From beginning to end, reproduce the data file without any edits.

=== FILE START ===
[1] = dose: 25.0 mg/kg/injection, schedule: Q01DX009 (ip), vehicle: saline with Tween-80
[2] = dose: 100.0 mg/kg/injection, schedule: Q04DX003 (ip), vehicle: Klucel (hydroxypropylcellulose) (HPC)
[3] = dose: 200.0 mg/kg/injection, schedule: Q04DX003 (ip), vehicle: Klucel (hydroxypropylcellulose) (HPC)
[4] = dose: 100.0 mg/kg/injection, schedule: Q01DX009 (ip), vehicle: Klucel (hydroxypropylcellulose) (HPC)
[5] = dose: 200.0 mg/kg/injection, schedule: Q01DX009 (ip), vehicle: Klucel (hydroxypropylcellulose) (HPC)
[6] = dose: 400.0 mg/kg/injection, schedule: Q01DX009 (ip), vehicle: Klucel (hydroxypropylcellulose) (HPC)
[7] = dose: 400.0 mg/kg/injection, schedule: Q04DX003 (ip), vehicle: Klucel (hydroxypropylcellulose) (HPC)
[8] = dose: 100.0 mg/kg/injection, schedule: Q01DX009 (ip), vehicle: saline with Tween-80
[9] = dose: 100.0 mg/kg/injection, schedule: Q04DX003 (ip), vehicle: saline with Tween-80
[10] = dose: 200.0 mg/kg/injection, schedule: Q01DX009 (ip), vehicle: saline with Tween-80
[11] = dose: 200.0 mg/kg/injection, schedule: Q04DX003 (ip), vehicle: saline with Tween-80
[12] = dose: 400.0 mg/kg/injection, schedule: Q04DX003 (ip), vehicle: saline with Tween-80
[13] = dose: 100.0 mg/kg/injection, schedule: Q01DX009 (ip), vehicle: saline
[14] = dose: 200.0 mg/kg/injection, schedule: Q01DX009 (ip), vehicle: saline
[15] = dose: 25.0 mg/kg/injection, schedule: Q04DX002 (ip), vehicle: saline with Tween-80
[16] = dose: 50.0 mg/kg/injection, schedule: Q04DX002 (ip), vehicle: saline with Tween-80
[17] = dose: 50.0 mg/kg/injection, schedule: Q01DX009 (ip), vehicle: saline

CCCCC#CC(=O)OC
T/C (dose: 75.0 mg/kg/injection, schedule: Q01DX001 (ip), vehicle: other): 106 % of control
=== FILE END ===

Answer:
[1] = dose: 25.0 mg/kg/injection, schedule: Q01DX009 (ip), vehicle: saline with Tween-80
[2] = dose: 100.0 mg/kg/injection, schedule: Q04DX003 (ip), vehicle: Klucel (hydroxypropylcellulose) (HPC)
[3] = dose: 200.0 mg/kg/injection, schedule: Q04DX003 (ip), vehicle: Klucel (hydroxypropylcellulose) (HPC)
[4] = dose: 100.0 mg/kg/injection, schedule: Q01DX009 (ip), vehicle: Klucel (hydroxypropylcellulose) (HPC)
[5] = dose: 200.0 mg/kg/injection, schedule: Q01DX009 (ip), vehicle: Klucel (hydroxypropylcellulose) (HPC)
[6] = dose: 400.0 mg/kg/injection, schedule: Q01DX009 (ip), vehicle: Klucel (hydroxypropylcellulose) (HPC)
[7] = dose: 400.0 mg/kg/injection, schedule: Q04DX003 (ip), vehicle: Klucel (hydroxypropylcellulose) (HPC)
[8] = dose: 100.0 mg/kg/injection, schedule: Q01DX009 (ip), vehicle: saline with Tween-80
[9] = dose: 100.0 mg/kg/injection, schedule: Q04DX003 (ip), vehicle: saline with Tween-80
[10] = dose: 200.0 mg/kg/injection, schedule: Q01DX009 (ip), vehicle: saline with Tween-80
[11] = dose: 200.0 mg/kg/injection, schedule: Q04DX003 (ip), vehicle: saline with Tween-80
[12] = dose: 400.0 mg/kg/injection, schedule: Q04DX003 (ip), vehicle: saline with Tween-80
[13] = dose: 100.0 mg/kg/injection, schedule: Q01DX009 (ip), vehicle: saline
[14] = dose: 200.0 mg/kg/injection, schedule: Q01DX009 (ip), vehicle: saline
[15] = dose: 25.0 mg/kg/injection, schedule: Q04DX002 (ip), vehicle: saline with Tween-80
[16] = dose: 50.0 mg/kg/injection, schedule: Q04DX002 (ip), vehicle: saline with Tween-80
[17] = dose: 50.0 mg/kg/injection, schedule: Q01DX009 (ip), vehicle: saline

CCCCC#CC(=O)OC
T/C (dose: 75.0 mg/kg/injection, schedule: Q01DX001 (ip), vehicle: other): 106 % of control